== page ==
Scuba Diving Photos
Imaging Plus: Perfecting Exposures
Underwater Exposure: Jellyfish
Shooting into the sun takes careful exposure calculation to be sure details are not completely washed out. Shooting in a RAW format is essential for recovering highlight detail.
Along with focus and composition, exposure is one of the most critical factors in creating a successful underwater photograph. Overexposure or underexposure can ruin what would have been a good image. Here are some proven tips to achieve beautiful and balanced exposures in your images:
Shoot in Raw
Most recent cameras, even inexpensive compact cameras, include an option to capture images in a RAW format. Using this format is like having a “digital negative,” a file that cannot be overwritten or modified. It also contains more information than a compressed JPEG file. By using the RAW format, you can interpret the camera’s data, including exposure, using postproduction software such as Adobe Photoshop Lightroom. Today’s camera sensors capture an amazing amount of dynamic range, including additional “head room” — highlight data that can be recovered, but only if the image was shot in a RAW format.
Set Yourself up for Success
Getting correct exposure in-camera is critical, because correcting an image that is either too light or too dark after the fact poses problems in the final image quality. Underexposing an image and then brightening it in postproduction can introduce noise and artifacts into the shadow areas within an image, which are difficult or impossible to correct. Overexposure can potentially create even more serious issues; if bright areas in the image get clipped (washed out), they might not be recoverable.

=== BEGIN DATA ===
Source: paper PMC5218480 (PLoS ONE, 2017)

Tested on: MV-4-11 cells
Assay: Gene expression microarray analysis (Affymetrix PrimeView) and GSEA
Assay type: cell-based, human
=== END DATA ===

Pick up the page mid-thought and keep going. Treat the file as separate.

Balance the Ambient and Artificial Lighting
One of the most important aspects of using strobes in wide-angle photography is to make the subject look as if it hasn’t been lit with strobes at all. If a layperson looks at your image by strobes and thinks it is entirely lit by natural light, you’ve succeeded. The key is to build your exposure using manual camera and strobe settings. Start by getting your background and ambient lighting dialed in. You don’t want the water exposed too bright or too dark. Next, dial in your strobes to properly light your foreground subject. Ideally the two exposures — the ambient and the artificial — should blend as closely as possible.
Putting Your Histogram to Work
When working in bright light or near the surface, judging the image on your LCD screen can be a challenge. What looked great underwater now looks way too dark when you’re home viewing it on your computer screen. One of the shooter’s essential tools for judging exposure in the field is the histogram, which can be displayed as an overlay during playback on most cameras. The histogram shows a graph of the pixels from dark to light within your image. While there is no one correct histogram, a spike at either the left or right edges shows a problem with underexposure or overexposure. Many cameras also offer a red/green/blue histogram, indicating if there is an issue with one particular color channel. When shooting underwater, it’s often useful to have the histogram view as the default playback option to make snap judgments on exposure.